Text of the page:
Quarter of people have now used or tried AI in the workplace

Quarter of people have now used or tried AI in the workplace

A new report from the Workforce Lab at Slack sets out to explore how office-based workers think about AI and how they are using it in their jobs.A new report from the Workforce Lab at Slack sets out to explore how office-based workers think about artificial intelligence and how they are using it in their jobs. The poll of 10,000 people suggests that  the adoption of AI tools in the workplace accelerated by 24 percent over the last quarter, with one in four office-based workers reporting they have tried out the tech for work as of January 2024, compared with  one in five as of September 2023. And 1 in 3 desk workers have used automation tools in their job. More →

Cities worldwide are grappling with the delicate balance between nighttime charm and sustainability

Cities worldwide are grappling with the delicate balance between nighttime charm and sustainability

Cities worldwide, from London to Sydney, are grappling with the delicate balance between nighttime charm and prioritising sustainability. As well as the delights of daytime, cities around the world have long been defined by how their iconic landmarks come to life at night. Think of London’s illuminated riverside or Amsterdam’s canals lit up after dark. These vistas almost come to be synonymous with these places’ very identities. Aston Woodward, co-founder of asset management firm Oxygen also brings one of Australia’s best-known destinations into the mix. “Well-lit buildings at night in any city are attractive. Sydney is a good example and at night is dramatic. Many tourists as well as residents sit and admire a variety of size and colour and interactions generated from the buildings’ lighting.” More →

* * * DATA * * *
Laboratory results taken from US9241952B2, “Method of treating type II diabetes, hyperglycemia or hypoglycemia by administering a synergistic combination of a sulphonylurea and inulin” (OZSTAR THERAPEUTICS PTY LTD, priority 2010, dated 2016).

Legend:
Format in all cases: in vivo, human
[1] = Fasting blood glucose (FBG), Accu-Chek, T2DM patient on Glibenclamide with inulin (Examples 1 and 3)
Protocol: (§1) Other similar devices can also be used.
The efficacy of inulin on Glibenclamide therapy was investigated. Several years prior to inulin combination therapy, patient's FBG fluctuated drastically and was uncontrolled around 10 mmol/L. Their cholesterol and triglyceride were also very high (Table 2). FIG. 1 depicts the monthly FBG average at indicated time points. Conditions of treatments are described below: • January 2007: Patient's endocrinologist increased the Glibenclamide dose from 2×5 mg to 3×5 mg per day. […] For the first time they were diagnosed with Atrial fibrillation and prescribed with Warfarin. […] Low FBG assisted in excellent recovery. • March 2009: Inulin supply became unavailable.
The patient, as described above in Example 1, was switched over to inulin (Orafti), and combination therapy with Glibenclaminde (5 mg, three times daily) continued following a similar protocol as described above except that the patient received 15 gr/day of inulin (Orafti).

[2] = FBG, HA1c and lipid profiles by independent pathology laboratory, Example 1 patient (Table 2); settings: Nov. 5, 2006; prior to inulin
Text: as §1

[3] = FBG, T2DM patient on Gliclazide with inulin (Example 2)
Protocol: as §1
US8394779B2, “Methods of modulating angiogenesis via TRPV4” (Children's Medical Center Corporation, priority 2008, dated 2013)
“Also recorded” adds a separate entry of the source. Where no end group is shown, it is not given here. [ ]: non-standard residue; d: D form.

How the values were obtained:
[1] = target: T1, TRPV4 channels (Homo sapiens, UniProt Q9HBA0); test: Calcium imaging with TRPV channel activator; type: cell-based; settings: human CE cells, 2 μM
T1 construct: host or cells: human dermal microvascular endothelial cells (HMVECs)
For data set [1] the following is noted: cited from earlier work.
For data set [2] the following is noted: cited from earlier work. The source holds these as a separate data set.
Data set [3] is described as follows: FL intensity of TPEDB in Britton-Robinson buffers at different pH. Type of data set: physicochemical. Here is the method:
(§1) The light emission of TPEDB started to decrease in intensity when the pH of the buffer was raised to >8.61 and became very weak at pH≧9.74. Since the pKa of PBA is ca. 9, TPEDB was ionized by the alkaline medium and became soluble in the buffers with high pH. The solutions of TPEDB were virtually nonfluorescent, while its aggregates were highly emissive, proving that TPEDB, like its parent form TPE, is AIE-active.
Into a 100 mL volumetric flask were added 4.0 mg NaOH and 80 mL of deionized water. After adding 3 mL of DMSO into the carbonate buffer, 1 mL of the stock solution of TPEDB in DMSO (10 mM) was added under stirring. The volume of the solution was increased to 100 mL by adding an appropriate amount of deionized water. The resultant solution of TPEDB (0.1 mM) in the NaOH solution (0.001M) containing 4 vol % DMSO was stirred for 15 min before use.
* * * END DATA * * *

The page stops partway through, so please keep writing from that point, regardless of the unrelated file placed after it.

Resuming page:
Employee turnover will skyrocket if firms monitor office attendance, says former EY leader 

Employee turnover will skyrocket if firms monitor office attendance, says former EY leader 

The so-called Big Four consultancy firms risk increasing their employee turnover and drastically lowering their retention if they continue monitoring office attendanceThe so-called Big Four consultancy firms risk increasing their employee turnover and drastically lowering their retention if they continue monitoring office attendance, says former EY leader and CEO of AM Bank, Dr. Nahla Khaddage Bou-Diab. The intervention follows news that professional services giant Ernst & Young is monitoring UK staff office attendance. More →